So, for Day 15 ...

In the Facebook post about the intense (for me) schedule I have had over recent days, I alluded to a long period of unemployment.

During  that time, as is wont to happen, all manner of issues happened here at home. We do not operate in general, on a basis of "buy it new". We have many second-hand, gently-used, hand-me-down, recycled, new-to-me items. The microwave we had in 2010-ish was one that came from my mother-in-law originally. It stopped working, in a spectacular fashion I might add. I whined about it on Facebook, and a Facebook friend very graciously offered to meet me and give us a used microwave (Hi, Lance!). The Lance microwave worked well and faithfully, and is actually still operational. About a month ago, my sister was cleaning out the last remnants of the belongings of her two adult sons who are now both living in their own apartments and discovered a barely used microwave that she very kindly gave me. I have since started using the Carol microwave, and the Lance microwaves fate is under discussion.

So for Day 15 I am thankful for the grace and kindness of friends and relatives, who consistently step up and offer both tangible and intangible expressions of assistance.

Lance Microwave

Carol Microwave

Day 16

As is evidenced by the title of this blog, I am somewhat Owl Obsessed. I have been since at least 2001, though I actually believe my Owl Awareness dates back to when I was very young and read I Heard The Owl Call My Name by Margaret Craven. Now sitting atop the microwave are a few of the Owl-Themed items gifted to me by dear friends. Items that are in use. Owls that make me smile daily because they are visual reminders of the affection of friends and relatives that have taken the time to gift me with items that they know reflect a particular passion of mine. An effort to know me that I am very thankful for, in a time when so many relationships seem to skim the superficial surface of a high speed digital age.

Tuesday, November 15, 2016

30 days of thankfulness. Day 13 and Day 14.

Disclaimer: Not my original photo, and not the 'current' Supermoon. But a nice picture, nonetheless - so enjoy. 

I always especially enjoy full moons, and working the schedule I currently have affords me the indulgence of playing hide and seek with Lady Luna on my way to work on a regular basis. Like a silent, graceful dance as she dips and glides, behind tree and hill, only to reappear as I round the next curve. 

I did not write my Day 13. I had every intention, but life - well, actually sleep, happened and before I knew it 3am had arrived and I had to get ready for work. What I had intended to share my thankfulness about on Day 13 was the wee creatures I encounter on a regular basis. Living in BFE as we do, there is always something out and about. Rabbits, opossums, raccoons, groundhogs, skunks, deer, all manner of birds. I hear of coyote and bear, but I never had a verified personal sighting. On a recent morning at work, I was outside at 7-ish on break, I was enchanted to watch a small herd of wrens (and yes, that is the collective noun for wrens) gleaning crumbs and morsels from the area around a buggy corral at WalMart. They are so inured to humans that they went about their feeding and wren-communicating oblivious to me as I stood there watching them, no more that 4 feet away. I was speaking softly to them, encouraging them in their earnest quest for sustenance.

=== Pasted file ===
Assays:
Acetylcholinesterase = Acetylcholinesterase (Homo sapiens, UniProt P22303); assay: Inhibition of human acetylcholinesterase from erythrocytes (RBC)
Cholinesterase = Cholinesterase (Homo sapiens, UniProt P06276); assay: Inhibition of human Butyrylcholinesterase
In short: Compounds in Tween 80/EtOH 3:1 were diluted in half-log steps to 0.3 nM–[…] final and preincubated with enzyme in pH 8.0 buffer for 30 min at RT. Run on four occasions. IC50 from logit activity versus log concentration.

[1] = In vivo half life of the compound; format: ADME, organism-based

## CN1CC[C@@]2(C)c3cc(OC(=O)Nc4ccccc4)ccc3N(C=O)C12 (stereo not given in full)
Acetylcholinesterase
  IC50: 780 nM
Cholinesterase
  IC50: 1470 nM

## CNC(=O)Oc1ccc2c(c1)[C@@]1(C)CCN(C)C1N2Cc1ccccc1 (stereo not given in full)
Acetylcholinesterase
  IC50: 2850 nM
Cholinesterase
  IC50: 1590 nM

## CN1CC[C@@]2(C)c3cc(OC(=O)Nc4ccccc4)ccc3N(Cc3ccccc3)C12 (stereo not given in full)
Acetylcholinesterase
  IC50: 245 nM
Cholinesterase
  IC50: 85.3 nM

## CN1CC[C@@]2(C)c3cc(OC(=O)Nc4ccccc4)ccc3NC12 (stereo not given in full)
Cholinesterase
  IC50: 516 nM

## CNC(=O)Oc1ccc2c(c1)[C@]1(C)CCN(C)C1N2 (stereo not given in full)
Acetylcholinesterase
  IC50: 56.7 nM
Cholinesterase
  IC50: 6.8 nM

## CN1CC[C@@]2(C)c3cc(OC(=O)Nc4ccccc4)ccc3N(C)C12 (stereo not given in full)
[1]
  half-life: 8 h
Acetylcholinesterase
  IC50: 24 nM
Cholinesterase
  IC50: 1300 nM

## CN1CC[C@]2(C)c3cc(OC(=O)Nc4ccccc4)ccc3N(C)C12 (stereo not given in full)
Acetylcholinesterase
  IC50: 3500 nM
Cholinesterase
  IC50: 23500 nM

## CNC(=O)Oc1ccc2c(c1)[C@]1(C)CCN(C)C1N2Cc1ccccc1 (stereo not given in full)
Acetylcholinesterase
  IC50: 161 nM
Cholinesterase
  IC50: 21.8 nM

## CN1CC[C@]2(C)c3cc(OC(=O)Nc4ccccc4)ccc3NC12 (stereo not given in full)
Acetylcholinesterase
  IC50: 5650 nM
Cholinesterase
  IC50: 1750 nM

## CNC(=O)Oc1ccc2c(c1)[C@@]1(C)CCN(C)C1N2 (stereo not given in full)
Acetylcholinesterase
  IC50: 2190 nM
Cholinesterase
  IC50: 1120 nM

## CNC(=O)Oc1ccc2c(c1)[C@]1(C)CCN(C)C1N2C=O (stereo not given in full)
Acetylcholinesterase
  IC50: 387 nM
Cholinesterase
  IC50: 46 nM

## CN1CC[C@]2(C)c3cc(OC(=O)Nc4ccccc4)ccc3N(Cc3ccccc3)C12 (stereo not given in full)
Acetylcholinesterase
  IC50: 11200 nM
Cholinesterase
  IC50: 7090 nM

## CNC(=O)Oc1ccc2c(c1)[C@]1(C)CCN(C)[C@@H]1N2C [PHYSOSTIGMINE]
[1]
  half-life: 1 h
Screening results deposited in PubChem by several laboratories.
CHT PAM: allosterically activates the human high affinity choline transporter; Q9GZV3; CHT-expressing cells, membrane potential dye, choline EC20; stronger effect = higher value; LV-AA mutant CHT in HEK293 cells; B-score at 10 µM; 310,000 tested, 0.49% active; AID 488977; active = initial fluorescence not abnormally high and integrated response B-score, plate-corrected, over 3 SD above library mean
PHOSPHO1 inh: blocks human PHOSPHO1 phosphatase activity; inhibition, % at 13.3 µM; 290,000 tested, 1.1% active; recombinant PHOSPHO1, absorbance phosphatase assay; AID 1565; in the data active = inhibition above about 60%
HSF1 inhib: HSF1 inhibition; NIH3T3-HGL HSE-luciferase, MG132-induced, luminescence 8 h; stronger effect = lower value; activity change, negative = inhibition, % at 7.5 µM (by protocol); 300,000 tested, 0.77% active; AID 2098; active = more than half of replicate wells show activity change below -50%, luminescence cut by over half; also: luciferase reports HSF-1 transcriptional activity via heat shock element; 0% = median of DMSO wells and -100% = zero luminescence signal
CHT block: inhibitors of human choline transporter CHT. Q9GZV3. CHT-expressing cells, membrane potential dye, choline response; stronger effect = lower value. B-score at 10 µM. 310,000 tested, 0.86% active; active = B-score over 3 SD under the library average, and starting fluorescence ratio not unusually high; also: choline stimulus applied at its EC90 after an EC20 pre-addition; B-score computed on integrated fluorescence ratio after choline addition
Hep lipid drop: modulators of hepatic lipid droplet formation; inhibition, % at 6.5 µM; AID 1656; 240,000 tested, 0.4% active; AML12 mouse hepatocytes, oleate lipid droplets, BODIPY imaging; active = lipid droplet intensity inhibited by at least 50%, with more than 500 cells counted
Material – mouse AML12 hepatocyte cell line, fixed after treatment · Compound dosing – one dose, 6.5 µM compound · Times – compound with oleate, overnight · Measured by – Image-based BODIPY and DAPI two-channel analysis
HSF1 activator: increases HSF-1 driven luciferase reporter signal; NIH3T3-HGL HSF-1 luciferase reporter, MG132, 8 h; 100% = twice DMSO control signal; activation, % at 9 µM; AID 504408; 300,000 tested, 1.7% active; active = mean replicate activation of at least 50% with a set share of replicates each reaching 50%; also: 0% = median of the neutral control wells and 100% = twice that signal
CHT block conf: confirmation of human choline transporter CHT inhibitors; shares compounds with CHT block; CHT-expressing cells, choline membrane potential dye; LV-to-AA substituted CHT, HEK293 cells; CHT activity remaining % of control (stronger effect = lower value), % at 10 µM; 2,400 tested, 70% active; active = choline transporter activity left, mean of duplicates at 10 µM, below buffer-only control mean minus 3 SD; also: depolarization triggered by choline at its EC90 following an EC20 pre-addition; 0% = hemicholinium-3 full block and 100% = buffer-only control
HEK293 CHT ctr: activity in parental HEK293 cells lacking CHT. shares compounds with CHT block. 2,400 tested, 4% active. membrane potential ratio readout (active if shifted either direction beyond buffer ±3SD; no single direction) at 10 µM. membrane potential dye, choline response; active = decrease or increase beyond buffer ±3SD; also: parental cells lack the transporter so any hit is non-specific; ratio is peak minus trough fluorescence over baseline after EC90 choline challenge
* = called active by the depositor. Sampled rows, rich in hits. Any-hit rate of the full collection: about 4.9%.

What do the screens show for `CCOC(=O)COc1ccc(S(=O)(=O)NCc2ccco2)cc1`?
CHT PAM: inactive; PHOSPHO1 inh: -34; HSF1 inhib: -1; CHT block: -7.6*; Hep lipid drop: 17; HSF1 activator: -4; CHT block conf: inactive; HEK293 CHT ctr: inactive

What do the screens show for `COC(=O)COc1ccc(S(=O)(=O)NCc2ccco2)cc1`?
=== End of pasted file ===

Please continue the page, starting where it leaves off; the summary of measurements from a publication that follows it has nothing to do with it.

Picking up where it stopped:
Today, for Day 14, I am thankful that when I am feeling less than 100% - allergies, and smoke from some severe wildfires in our area have left me feeling 'meh' - I am afforded the luxury and kindness of being able to sleep undisturbed. I believe we heal better when in dreamworlds, travelling out and about in our own private universe of the subconscious mind. 

So as here on the East Coast of the US, as time has slid to another day, I remind you:

There is always something to be thankful for. 

Be blessed, and kind to all of creation.

Saturday, November 12, 2016

30 days of thankfulness. Day 12.

Roger discovered this amazing short film and wanted to share it with me, and our Facebook family.
It is really thought provoking.

The incomparable Leonard Cohen passed away. I am very fond of his work, especially HallelujahDance Me to the End of Love, and Suzanne.

We also lost Robert Vaughn, such a dashing and debonair actor. He was in the original The Magnificent Seven  as well as The Man from U.N.C.L.E. 

So yeah, this is a pretty disjointed and all over the map post, but I have had [another] one of those days. Was shopping for cat food after work and came across a woman apparently having a severe medical emergency (I think it could have been a heart attack), sprawled across a 50 pound of Kit and Kaboodle while her husband was calling an ambulance. All of a sudden she started to fall backwards and I barely caught the back of her head before she hit the floor. 

Work in and of itself was, shall we say, challenging, today. Let's just say I really earned my pay and the reward I bought myself (brownies - don't judge me!)

The country is still in an upheaval in the wake of the election on Tuesday, and the holidays are bearing down on us fast and furious. Thanksgiving is in 12 days. 

Gas prices are down about .10 here, and we are having our first seasonable cold weather this weekend. Hard freeze tonight according to the NWS. 

So here I sit, having had an average-ish day in my boring life here on Little Beaver Creek and in spite of (or because of) the jumble of happy/sad/stressful/relaxing/inspirational/run-of-the-mill moments that made up my day I am thankful. For Leonard Cohen and Robert Vaughn and the pleasure they brought to so many lives for so many years. I am thankful for thought-provoking short films that at their best make us rethink our opinions and goals. I am thankful for a job that challenges me and the timing that let me be in a position to help that woman from having a concussion added to add to her health concerns. I am thankful for this opportunity to sit and contemplate the complex simplicity of this life I love.